Having missed out on Patti Smith and the handful of strong female singers who elbowed their way into view among the first punk groups, it was probably the first time I’d seen a woman front a band much as a man would when the Pretenders performed ‘Brass in pocket’ on Top of the Pops in late 1979 and early 1980. With her dark mess of hair, drainpipe trousers and a jacket, Chrissie Hynde was obviously the boss. For all that I also loved Blondie, I could tell that there was a difference between her and Debbie Harry. That there were limits to what Chrissie would do for fame. That she would not take any shit, or at least not respond well to it. Probably Debbie Harry wouldn’t have either, but that wasn’t always how she came across. Not that I could have put any of this into words aged 11. But I think I intuited it, with the intuition that precedes understanding; the kind of pre-understanding that experience later solidifies. And I certainly responded to the richly sexy self-determination in Chrissie’s voice. But then who didn’t? Who wouldn’t, hearing the song for the first time? ‘I’m special, so special’, she sang – and of course she was; but the beauty of the song is that so is any girl or woman (or boy, or man, for that matter) who sings along with her.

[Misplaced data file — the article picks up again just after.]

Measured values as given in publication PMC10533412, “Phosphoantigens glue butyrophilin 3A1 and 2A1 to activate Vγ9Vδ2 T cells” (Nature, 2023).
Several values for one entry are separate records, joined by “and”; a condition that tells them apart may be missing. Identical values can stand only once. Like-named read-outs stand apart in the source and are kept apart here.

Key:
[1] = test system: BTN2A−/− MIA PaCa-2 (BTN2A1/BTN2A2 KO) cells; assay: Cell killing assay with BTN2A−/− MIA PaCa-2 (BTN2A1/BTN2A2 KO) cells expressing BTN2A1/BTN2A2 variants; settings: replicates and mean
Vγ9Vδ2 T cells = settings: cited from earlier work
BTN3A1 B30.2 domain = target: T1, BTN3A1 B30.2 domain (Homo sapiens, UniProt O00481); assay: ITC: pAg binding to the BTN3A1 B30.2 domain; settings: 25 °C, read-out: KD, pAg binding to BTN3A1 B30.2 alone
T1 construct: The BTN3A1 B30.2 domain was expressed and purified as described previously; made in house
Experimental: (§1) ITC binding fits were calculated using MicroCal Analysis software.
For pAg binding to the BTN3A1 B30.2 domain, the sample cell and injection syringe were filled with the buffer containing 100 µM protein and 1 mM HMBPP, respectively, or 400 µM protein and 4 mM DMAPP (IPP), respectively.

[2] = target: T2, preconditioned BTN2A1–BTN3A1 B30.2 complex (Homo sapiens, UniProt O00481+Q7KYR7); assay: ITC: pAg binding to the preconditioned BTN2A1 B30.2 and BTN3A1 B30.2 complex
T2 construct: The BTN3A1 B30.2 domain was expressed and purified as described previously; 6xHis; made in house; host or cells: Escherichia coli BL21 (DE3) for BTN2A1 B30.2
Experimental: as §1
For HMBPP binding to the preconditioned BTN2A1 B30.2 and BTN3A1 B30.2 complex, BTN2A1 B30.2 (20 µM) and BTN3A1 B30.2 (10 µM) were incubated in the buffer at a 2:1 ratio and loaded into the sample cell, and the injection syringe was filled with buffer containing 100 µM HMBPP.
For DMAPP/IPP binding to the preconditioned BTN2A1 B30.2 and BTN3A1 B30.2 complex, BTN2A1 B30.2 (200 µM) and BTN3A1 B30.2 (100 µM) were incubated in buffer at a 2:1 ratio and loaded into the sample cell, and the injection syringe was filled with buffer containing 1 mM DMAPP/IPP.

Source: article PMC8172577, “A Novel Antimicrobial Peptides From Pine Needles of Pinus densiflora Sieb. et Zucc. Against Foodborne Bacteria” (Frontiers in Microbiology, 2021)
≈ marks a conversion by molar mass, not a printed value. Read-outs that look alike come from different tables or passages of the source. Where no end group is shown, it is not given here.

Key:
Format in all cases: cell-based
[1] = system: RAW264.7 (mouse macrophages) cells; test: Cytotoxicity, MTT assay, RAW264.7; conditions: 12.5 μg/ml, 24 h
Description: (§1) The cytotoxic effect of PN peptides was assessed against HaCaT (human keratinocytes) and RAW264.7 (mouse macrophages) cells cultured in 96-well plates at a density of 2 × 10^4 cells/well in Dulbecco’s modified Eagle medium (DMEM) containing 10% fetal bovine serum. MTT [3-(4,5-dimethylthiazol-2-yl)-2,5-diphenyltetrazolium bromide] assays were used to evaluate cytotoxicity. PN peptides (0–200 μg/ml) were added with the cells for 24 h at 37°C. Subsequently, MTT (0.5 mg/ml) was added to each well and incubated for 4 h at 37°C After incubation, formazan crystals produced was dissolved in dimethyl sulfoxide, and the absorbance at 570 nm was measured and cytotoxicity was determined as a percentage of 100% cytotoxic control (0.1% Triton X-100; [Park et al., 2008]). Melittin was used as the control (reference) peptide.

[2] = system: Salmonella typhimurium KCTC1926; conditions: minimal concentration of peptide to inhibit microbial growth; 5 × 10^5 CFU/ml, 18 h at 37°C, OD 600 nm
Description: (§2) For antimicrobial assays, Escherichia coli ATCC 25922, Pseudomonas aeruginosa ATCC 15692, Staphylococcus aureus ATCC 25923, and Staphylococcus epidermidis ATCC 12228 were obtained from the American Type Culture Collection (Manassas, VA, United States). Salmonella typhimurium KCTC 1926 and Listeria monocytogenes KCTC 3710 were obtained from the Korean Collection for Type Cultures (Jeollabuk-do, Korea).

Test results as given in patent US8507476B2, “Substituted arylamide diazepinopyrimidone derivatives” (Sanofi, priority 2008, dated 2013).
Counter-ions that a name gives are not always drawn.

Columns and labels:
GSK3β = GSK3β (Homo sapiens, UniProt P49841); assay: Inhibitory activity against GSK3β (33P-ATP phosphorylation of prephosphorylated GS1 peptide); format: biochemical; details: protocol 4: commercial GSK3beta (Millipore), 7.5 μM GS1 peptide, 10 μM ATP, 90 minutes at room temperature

Chrissie’s delivery was a bit special too, contorting the words till their meaning was obscured. (I’m not sure I’ve ever known what certain lines were until I looked them up while writing this – what I’d always heard as ‘I got a moose cake’, sharper ears than mine have interpreted as ‘I got a new skank’.) You might not have known exactly what she was singing all through the song, but there was no doubting what she meant. The song’s title is a red herring, because ‘Brass in pocket’ is of course about everything but the cash that Chrissie has to call upon; money is only important in that it facilitates being out and about in the world, being visible – in fact she may well have just enough brass for one night out, and find herself stony broke tomorrow. But that doesn’t matter, because Chrissie’s got all the resources she needs. She’s gonna use her arms, legs, style, side-step, fingers and most importantly of all her imagination to get what – or rather who – she wants. Siren-like she casts a spell upon the listener, and you remain only dimly aware of the music behind her, chugging, rising and falling, essentially serving only to accentuate Chrissie’s positives. It all goes to make ‘Brass in pocket’ a truly great pop song, a number one in intention and actuality.